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Picking the right hammer makes work easier.


Claw Hammer

Claw hammer 2825-2.jpg

  • Most popular hammer for DIY
  • General purpose hammer
  • Nail pulling claws on one side
  • Various weights, with 12oz - 16oz being most popular

Cross Pein Hammer

Cross pein hammer 2771-2.jpg

  • One flat face, one cold chisel face
  • Lighter hammer, 4oz & 8oz typical weights
  • For driving pins & small nails
  • Easier to use & more precise than a claw hammer
  • Limited hitting force available

Ball Pein Hammer

Ball-peen hammer 380mm.jpg

  • One rounded striking face, one flat
  • For metalwork
  • also known as engineer's or machinist's hammer
  • The rounded face is used for shaping sheet metal

Club Hammer

Club hammer 105-8.jpg

  • Fairly heavy hammer
  • 2 flat faces
  • 1kg & 4lb are common sizes
  • also known as a lump hammer, or baby sledge
  • the weight makes some hammering tasks much easier

Sledge Hammer


  • Very heavy hammer
  • Long handle for maximum swing
  • For serious violence, eg demolition, concrete breaking, splitting trunks with wedges, etc

Dead Blow Hammer

Dead blow hammer 2.jpg

  • No rebound
  • Hollow head contains shot
  • used for car work
  • more at Wikipedia

Copper Face Hammer

Round copper mallet.jpg

  • Does not produce sparks
  • For high flammability situations
  • a lot less likely to mark metal surfaces than steel hammers.

Brick Hammer

  • 1 flat face, 1 masonry chisel face
  • For brickwork

Scutch Hammer

  • a development of the brick hammer
  • Replaceable toolface
  • For brickwork & masonry
  • Cuts & dresses bricks

Chipping Hammer

  • Spring handle isolates mechanical shock
  • Chisel & flat striking faces
  • Removes arc welding debris

Drywall Hammer

  • Serrated face
  • Small blade for cutting board

Fencing Pliers

  • Hammer, wire cutter, wire twister, tensioner / puller all in one.
  • For wire fencing


  • Flat head on a pole
  • For vertical use
  • For compacting bases
  • Whacker plates & rollers are a lot more popular for most jobs.

Post Rammer

Post rammer
  • For hammering posts in
  • A large hollow tube with a closed top end plus handles
  • Placed on the post, its sides prevent it coming off the post in use

Framing Hammer


  • Larger claw hammer, heavier & longer
  • Gives extra force for framing work

Shingler's Hammer

  • Waffle face
  • Hatchet type blade for breaking slates
  • For roofing

Tack Hammer

Hammer upholstery2.jpg

  • Upholstery hammer
  • Small light hammer for tacks & brads
  • Magnetised face holds fixings

Rock Pick

  • Pointed spike on rear side
  • For stonework


Hatchet 622-7.jpg

  • Hammer and small axe in one
  • 1-3 lbs


Wooden Mallet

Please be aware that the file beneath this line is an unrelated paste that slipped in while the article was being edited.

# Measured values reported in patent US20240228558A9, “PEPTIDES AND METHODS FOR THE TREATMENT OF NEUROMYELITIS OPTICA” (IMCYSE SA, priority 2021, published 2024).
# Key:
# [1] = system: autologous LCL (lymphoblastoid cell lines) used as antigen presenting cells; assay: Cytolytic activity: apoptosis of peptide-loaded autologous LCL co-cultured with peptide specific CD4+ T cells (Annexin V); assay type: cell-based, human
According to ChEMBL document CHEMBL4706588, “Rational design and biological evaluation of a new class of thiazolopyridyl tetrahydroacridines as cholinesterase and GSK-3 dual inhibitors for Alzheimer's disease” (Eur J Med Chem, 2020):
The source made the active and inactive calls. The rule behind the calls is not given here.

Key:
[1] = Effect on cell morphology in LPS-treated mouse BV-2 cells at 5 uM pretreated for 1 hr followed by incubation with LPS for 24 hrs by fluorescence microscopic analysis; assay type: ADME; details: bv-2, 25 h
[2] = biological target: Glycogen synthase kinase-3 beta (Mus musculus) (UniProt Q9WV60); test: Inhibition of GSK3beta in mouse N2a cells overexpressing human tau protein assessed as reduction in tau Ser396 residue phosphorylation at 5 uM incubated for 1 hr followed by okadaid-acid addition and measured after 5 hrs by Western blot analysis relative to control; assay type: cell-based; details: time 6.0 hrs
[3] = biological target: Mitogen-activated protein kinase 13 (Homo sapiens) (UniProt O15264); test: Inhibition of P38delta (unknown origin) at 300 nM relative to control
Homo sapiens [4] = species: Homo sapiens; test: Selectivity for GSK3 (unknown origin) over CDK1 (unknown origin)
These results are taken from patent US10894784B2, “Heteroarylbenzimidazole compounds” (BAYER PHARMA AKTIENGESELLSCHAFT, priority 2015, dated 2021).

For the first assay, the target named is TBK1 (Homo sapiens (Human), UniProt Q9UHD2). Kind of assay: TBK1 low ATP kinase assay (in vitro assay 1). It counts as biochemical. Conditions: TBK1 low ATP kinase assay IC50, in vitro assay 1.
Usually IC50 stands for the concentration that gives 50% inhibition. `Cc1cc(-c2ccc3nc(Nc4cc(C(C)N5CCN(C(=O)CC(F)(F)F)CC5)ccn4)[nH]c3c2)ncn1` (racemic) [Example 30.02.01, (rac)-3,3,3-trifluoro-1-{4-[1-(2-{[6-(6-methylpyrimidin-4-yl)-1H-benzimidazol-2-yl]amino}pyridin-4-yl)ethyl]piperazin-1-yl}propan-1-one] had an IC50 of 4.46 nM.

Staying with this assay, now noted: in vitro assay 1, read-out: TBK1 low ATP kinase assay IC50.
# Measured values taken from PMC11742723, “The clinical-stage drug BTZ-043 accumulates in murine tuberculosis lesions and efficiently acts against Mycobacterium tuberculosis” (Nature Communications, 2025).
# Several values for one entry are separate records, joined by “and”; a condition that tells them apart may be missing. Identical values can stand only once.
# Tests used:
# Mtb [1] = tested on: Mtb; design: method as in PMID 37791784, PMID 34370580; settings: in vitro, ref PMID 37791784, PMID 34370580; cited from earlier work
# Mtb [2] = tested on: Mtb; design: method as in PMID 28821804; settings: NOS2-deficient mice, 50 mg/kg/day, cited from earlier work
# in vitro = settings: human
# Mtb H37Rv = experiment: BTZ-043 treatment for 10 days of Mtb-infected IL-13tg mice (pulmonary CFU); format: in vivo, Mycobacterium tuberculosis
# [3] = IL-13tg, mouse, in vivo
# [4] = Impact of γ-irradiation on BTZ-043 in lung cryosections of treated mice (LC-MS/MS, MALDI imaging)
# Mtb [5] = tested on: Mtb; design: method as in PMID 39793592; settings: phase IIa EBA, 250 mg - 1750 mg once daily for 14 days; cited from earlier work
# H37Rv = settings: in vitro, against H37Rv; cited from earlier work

Wooden mallet.jpg

  • Large rectangular head mallet
  • For hammering materials that would be damaged by a metal hammer, eg wooden canes & posts

Carving Mallet

  • Round wooden head
  • For use with hand carving tools

Rubber Mallet

Rubber mallet 2770-2.jpg

  • Non-bounce rubber head
  • Softer than wooden mallets

Plastic Mallet

  • Non-porous plastic face


Hammer handles may be:

  • Wood
  • Fibreglass
  • Steel
  • One piece steel construction

Wooden handles are the cheapest, and usually come loose eventually, though it may take decades. They then require fixing with a wedge.

One piece steel hammers have no joint between head and handle, and never come loose. They are the highest cost type of hammer construction.

Handle Replacement

How to fit a wood handle

Hammer Safety

A lot of minor injury is caused by hammers hitting fingers. Either keep the taps gentle while fingers are in the way, or use pliers to hold the nail.

A misstrike can send a nail flying. Use safety eyewear. This is important with masonry nails, which are especially prone to missile-like behaviour, Sledge hammers can also impart huge energy to pieces of debris.

Hammers with a damaged head face tend to push nails sideways in use, increasing work times, increasing finger injuries and launching more nail missiles. Belt sand or replace them.

Hammers have hardened heads, and 2 hammers should never be struck against each other.

Loose heads can be dangerous, and should be repaired with a wedge. A flying head can cause severe injury.

  • Wood handled hammers are very prone to loosening in time
  • One piece metal hammers are immune to loose heads.


Metals, Brinell hardness:

  • 600-700 Hardened Tool Steel
  • 279 Soft steel
  • 150-190 Nickel Aluminum Bronze (Alloy #958)
  • 134 Malleable iron
  • 100 Yellow Brass
  • 70 Aluminium
  • 40-50 Copper
  • 30-40 Lead

Wood (Values vary significantly, these are only typical)

  • 2.6 Birch
  • 6.9 Hickory

Plastics, from harder to softer: Gar-Dur Plastic White Nylon BASA Urethane

See Also